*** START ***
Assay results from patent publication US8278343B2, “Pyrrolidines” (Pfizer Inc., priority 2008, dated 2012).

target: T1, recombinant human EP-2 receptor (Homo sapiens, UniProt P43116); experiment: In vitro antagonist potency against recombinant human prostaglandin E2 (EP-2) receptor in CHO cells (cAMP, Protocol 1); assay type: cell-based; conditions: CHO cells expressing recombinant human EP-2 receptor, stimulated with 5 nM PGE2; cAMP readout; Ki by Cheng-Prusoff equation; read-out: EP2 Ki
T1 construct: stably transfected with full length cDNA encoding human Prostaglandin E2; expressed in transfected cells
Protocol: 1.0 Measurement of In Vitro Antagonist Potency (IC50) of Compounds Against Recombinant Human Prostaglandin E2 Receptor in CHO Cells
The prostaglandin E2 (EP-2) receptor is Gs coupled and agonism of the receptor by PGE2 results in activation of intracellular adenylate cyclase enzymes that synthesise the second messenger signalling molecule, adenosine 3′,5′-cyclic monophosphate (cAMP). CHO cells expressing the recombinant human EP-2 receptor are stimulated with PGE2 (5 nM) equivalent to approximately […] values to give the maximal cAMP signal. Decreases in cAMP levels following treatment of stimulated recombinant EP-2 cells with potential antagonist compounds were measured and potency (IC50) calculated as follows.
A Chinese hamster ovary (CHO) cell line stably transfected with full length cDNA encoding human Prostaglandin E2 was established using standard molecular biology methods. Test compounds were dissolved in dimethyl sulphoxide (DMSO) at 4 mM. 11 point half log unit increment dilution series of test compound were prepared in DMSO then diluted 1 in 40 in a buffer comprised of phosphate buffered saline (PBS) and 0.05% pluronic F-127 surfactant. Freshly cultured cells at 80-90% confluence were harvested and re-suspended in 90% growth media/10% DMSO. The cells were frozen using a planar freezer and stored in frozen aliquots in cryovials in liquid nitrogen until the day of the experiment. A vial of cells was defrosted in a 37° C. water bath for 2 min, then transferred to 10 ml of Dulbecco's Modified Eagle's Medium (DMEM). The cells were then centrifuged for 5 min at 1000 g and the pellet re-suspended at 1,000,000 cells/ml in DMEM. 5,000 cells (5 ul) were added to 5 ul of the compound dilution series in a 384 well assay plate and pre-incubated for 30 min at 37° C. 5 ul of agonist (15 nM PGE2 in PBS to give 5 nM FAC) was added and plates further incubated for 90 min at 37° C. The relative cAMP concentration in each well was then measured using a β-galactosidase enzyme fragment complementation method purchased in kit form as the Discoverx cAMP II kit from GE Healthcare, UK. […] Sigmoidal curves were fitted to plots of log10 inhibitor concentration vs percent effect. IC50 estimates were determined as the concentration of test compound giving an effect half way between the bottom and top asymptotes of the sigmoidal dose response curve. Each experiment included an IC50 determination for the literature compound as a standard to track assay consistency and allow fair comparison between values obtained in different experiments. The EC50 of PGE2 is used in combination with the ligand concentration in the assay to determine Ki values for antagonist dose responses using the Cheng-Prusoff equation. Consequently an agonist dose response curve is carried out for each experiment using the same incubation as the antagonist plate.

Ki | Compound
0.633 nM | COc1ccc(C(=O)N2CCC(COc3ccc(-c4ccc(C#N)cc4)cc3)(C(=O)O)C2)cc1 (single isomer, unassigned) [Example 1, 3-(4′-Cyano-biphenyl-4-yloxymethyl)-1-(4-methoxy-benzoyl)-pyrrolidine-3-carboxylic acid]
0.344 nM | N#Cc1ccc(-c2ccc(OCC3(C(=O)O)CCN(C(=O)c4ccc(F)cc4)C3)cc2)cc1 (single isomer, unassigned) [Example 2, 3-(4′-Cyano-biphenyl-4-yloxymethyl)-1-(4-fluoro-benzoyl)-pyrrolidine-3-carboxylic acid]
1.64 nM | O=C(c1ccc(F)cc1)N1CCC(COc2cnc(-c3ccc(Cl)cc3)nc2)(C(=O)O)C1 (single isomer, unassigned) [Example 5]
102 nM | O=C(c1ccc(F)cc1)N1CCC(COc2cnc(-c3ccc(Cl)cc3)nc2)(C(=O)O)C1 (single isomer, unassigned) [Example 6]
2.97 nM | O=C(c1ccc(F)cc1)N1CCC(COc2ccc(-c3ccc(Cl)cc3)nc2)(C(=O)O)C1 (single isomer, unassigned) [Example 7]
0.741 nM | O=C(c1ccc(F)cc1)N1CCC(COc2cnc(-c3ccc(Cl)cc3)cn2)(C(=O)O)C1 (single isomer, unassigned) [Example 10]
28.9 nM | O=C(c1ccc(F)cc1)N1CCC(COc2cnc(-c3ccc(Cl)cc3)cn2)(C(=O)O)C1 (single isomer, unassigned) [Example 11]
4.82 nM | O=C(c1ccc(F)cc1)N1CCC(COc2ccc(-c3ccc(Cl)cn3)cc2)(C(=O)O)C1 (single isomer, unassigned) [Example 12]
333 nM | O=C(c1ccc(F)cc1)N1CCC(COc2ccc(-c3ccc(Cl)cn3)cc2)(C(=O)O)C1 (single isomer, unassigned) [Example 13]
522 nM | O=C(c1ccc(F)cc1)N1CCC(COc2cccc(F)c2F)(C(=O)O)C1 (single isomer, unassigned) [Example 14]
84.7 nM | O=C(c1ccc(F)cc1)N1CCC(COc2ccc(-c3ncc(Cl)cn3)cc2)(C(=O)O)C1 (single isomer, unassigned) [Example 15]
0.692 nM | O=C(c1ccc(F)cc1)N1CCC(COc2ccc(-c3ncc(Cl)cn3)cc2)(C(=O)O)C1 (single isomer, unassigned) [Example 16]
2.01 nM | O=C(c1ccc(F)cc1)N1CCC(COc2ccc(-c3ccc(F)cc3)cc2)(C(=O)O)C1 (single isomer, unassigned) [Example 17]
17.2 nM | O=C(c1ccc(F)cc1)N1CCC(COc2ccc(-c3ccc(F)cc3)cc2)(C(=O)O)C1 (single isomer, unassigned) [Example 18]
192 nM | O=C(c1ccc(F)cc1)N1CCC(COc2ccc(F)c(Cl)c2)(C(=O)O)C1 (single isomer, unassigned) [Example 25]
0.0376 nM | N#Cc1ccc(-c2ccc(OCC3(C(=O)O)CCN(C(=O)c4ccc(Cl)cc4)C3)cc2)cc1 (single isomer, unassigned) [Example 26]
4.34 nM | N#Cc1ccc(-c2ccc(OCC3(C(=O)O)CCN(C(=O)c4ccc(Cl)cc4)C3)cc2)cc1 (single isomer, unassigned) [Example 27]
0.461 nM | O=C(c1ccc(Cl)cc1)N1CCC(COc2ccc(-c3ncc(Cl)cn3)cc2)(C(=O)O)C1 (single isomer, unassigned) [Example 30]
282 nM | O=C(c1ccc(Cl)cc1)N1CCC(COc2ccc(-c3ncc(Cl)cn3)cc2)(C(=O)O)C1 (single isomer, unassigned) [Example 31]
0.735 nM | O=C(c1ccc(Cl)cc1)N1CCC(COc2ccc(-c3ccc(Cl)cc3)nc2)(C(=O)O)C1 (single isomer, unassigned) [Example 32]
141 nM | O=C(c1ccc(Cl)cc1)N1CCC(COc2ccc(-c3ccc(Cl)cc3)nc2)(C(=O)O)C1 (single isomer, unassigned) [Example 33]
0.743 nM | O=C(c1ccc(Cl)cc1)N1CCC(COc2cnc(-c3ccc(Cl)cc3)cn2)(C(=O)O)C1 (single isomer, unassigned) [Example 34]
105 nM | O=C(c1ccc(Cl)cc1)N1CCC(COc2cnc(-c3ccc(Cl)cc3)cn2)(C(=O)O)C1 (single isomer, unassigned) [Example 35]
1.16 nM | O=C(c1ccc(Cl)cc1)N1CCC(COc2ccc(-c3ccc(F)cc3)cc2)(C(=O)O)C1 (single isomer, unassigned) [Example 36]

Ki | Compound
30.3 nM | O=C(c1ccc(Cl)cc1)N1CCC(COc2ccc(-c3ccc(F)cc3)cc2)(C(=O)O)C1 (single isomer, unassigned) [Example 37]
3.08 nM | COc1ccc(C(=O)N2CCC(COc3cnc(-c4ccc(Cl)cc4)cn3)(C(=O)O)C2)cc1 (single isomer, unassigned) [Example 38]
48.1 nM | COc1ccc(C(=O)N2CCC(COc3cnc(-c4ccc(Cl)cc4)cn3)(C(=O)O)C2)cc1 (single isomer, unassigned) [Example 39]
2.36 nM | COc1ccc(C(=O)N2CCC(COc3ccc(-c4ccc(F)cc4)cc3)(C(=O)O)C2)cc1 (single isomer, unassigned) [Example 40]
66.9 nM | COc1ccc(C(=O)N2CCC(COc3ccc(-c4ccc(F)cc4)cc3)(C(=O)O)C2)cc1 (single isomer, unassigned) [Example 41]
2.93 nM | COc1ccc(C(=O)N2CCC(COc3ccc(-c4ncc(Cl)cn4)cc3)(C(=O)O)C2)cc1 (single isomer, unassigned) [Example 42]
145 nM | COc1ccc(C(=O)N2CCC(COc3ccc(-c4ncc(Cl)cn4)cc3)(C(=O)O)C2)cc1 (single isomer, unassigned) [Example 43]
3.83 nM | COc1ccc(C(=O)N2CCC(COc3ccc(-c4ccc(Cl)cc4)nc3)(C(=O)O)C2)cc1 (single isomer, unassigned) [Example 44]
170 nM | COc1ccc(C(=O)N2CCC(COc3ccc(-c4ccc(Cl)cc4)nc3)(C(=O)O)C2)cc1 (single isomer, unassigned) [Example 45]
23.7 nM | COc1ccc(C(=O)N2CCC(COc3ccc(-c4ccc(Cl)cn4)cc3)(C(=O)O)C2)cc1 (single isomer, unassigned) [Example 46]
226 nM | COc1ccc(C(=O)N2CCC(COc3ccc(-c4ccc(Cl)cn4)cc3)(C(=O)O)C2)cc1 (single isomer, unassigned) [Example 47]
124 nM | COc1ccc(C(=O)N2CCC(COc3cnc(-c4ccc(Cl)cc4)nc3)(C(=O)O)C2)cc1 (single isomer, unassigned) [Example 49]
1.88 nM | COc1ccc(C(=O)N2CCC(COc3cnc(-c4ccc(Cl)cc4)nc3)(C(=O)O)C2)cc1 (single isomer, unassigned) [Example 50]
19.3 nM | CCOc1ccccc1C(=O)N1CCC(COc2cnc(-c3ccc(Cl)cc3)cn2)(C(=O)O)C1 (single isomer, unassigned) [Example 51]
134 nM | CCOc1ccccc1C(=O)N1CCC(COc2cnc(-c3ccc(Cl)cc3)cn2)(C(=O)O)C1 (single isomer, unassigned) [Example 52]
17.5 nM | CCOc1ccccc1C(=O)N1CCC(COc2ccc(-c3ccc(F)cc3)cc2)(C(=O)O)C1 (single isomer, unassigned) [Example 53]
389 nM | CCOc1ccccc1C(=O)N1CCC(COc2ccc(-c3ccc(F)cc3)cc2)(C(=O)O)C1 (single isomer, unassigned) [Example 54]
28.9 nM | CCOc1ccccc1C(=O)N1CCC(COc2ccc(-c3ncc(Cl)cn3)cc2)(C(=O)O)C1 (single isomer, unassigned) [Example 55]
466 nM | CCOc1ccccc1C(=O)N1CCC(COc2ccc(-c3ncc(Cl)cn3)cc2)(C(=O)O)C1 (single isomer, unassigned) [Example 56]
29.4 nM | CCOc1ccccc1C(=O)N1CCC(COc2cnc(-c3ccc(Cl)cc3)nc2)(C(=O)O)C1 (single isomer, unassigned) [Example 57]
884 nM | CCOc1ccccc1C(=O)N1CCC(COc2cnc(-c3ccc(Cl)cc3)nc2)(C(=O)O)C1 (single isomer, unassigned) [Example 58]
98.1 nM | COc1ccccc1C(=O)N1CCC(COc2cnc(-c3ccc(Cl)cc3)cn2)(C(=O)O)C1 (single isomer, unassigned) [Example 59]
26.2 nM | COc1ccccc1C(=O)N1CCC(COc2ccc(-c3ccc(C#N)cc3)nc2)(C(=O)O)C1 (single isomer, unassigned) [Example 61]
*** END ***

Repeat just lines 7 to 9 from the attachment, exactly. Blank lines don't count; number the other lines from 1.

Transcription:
Ki | Compound
0.633 nM | COc1ccc(C(=O)N2CCC(COc3ccc(-c4ccc(C#N)cc4)cc3)(C(=O)O)C2)cc1 (single isomer, unassigned) [Example 1, 3-(4′-Cyano-biphenyl-4-yloxymethyl)-1-(4-methoxy-benzoyl)-pyrrolidine-3-carboxylic acid]
0.344 nM | N#Cc1ccc(-c2ccc(OCC3(C(=O)O)CCN(C(=O)c4ccc(F)cc4)C3)cc2)cc1 (single isomer, unassigned) [Example 2, 3-(4′-Cyano-biphenyl-4-yloxymethyl)-1-(4-fluoro-benzoyl)-pyrrolidine-3-carboxylic acid]